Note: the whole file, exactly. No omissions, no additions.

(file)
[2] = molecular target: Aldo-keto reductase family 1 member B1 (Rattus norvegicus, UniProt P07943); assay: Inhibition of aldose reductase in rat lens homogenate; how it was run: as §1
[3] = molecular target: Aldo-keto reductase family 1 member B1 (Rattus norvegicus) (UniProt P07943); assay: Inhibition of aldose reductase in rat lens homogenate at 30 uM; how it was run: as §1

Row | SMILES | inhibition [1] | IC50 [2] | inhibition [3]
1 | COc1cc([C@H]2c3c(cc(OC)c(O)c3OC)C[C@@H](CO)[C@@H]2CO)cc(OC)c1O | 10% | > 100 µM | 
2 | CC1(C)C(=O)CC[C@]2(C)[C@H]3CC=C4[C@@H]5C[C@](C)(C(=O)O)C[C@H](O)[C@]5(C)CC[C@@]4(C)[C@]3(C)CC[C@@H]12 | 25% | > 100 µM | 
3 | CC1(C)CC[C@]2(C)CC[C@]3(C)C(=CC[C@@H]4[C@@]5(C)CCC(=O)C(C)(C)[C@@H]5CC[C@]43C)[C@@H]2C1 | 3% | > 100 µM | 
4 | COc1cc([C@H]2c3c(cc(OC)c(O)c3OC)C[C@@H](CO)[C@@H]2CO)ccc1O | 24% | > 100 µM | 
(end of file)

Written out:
[2] = molecular target: Aldo-keto reductase family 1 member B1 (Rattus norvegicus, UniProt P07943); assay: Inhibition of aldose reductase in rat lens homogenate; how it was run: as §1
[3] = molecular target: Aldo-keto reductase family 1 member B1 (Rattus norvegicus) (UniProt P07943); assay: Inhibition of aldose reductase in rat lens homogenate at 30 uM; how it was run: as §1

Row | SMILES | inhibition [1] | IC50 [2] | inhibition [3]
1 | COc1cc([C@H]2c3c(cc(OC)c(O)c3OC)C[C@@H](CO)[C@@H]2CO)cc(OC)c1O | 10% | > 100 µM | 
2 | CC1(C)C(=O)CC[C@]2(C)[C@H]3CC=C4[C@@H]5C[C@](C)(C(=O)O)C[C@H](O)[C@]5(C)CC[C@@]4(C)[C@]3(C)CC[C@@H]12 | 25% | > 100 µM | 
3 | CC1(C)CC[C@]2(C)CC[C@]3(C)C(=CC[C@@H]4[C@@]5(C)CCC(=O)C(C)(C)[C@@H]5CC[C@]43C)[C@@H]2C1 | 3% | > 100 µM | 
4 | COc1cc([C@H]2c3c(cc(OC)c(O)c3OC)C[C@@H](CO)[C@@H]2CO)ccc1O | 24% | > 100 µM | 